Journalists & Truth
MURFREESBORO, Tenn. -- Remember when Sergeant Joe Friday used to say “Just the facts”? And remember when the heart of journalism was gathering facts and then writing a story based on those facts? But what is supposed to happen if the reporters working on a story know the facts they are being given are wrong? Should they challenge the source?
That was the question a New York Times editor posed recently, asking if reporters should openly challenge public officials’ misleading claims. The public seems split on the answer, but the quick answer is: no.
The job of a reporter is to gather information from as many sources as needed. If the reporter thinks a source is lying, then the job then becomes one of finding another source to refute what the first source is saying.
There are two problems with reporters injecting themselves into a story: first, reporters are generally not experts. That’s why they interview sources, to find the facts and the nuances that can help explain those facts.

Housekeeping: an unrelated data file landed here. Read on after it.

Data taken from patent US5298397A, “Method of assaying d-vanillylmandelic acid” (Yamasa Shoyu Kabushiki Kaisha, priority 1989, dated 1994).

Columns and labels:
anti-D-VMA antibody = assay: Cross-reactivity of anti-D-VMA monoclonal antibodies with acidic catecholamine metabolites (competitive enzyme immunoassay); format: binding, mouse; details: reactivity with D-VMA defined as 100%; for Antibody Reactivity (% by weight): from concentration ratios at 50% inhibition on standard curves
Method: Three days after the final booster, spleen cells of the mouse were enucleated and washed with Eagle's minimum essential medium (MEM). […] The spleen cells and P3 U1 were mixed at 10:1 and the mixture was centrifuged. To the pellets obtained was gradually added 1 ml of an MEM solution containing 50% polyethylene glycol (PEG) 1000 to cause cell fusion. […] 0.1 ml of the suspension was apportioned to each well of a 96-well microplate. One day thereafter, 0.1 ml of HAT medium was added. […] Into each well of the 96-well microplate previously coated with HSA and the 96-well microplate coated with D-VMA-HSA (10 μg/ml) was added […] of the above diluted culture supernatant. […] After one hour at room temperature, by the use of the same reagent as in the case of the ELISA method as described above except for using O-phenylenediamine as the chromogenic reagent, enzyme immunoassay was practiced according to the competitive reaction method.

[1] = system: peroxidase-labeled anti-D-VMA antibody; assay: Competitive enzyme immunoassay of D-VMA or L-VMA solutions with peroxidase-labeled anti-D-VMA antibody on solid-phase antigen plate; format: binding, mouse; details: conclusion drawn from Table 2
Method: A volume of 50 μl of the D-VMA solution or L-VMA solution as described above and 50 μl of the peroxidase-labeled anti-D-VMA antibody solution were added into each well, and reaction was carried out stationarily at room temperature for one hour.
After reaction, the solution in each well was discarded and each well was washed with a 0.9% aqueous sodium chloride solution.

Second, reporters are supposed to be objective. And not just actually objective; they are supposed to avoid the appearance of a lack of objectivity. If reporters openly question a source, then objectivity is destroyed, and the public is left with the impression that a reporter, and thus the story, is biased.
None of this is to say that a news outlet can’t take a stand, and point out lies and distortions on the part of public figures and public officials. But the place for those comments is on the editorial pages or in the clearly-labeled commentary.
Certainly there are nut cases out there who present ideas that are just plain wrong. But those people should be challenged by other sources, not by reporters themselves. And part of that is a reporter saying to a source that others disagree with their position, then asking for comment.
News is presented in a balanced manner, and part of that balance is obtained by using a variety of sources, not by reporters injecting themselves into a story.
I’m Larry Burriss